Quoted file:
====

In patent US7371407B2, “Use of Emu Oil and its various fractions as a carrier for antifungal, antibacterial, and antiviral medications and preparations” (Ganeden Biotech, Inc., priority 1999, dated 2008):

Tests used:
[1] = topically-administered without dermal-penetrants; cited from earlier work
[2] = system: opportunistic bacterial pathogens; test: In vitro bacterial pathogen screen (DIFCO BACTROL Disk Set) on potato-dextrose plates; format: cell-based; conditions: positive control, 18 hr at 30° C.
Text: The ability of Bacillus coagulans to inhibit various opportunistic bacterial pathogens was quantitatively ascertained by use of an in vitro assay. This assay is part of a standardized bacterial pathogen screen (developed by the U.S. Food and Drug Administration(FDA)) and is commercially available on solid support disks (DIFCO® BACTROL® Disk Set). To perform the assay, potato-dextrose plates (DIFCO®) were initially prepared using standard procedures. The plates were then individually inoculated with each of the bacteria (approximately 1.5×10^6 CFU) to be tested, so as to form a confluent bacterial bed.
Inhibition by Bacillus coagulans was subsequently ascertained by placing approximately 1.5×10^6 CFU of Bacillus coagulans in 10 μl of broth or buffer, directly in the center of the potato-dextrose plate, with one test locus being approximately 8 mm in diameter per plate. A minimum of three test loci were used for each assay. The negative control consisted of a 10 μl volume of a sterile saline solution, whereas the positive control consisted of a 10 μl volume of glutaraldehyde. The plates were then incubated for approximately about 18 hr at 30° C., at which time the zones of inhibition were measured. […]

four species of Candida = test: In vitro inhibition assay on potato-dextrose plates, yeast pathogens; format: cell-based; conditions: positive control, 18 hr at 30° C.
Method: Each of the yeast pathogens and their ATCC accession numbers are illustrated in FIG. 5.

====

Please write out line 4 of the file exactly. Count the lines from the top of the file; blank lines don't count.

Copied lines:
[2] = system: opportunistic bacterial pathogens; test: In vitro bacterial pathogen screen (DIFCO BACTROL Disk Set) on potato-dextrose plates; format: cell-based; conditions: positive control, 18 hr at 30° C.